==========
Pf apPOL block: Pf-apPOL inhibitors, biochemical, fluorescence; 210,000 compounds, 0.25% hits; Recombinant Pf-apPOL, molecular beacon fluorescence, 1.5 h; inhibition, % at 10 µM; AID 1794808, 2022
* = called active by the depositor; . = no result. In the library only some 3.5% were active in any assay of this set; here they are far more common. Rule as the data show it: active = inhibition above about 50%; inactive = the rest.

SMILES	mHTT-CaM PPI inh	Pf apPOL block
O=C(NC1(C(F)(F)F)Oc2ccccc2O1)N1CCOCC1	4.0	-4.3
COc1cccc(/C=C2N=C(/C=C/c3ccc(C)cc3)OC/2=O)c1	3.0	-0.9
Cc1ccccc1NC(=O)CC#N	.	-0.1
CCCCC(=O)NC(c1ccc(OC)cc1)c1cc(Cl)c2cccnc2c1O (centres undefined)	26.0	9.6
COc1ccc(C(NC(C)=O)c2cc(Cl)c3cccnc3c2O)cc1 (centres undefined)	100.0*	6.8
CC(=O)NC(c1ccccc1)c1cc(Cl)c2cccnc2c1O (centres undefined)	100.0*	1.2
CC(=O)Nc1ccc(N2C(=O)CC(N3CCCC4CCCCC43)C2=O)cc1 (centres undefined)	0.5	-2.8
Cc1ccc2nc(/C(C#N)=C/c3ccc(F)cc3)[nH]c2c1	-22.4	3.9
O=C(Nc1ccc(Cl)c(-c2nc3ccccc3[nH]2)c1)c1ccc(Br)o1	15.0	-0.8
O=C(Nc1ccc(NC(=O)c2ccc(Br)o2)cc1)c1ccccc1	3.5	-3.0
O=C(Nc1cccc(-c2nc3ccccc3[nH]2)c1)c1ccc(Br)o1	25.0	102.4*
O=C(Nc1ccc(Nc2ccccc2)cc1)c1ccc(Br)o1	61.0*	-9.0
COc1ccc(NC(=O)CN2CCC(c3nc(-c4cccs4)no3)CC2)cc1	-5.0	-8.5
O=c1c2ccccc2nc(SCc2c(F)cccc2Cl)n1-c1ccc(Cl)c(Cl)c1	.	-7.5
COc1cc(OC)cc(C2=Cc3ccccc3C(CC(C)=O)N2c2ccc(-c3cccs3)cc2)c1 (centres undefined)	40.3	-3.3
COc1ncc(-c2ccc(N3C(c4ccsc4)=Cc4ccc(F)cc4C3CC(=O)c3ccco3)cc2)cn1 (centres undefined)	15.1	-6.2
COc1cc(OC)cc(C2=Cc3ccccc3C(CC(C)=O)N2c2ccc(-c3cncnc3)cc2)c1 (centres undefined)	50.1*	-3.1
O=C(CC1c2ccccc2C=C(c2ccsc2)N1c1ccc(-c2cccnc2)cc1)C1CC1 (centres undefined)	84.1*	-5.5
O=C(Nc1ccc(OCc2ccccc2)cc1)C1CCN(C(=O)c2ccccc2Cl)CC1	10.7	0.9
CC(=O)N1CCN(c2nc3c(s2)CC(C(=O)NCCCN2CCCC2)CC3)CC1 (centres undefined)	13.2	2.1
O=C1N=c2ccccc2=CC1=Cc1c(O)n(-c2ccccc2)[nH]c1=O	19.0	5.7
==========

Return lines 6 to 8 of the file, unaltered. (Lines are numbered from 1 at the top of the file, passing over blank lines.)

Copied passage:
Cc1ccccc1NC(=O)CC#N	.	-0.1
CCCCC(=O)NC(c1ccc(OC)cc1)c1cc(Cl)c2cccnc2c1O (centres undefined)	26.0	9.6
COc1ccc(C(NC(C)=O)c2cc(Cl)c3cccnc3c2O)cc1 (centres undefined)	100.0*	6.8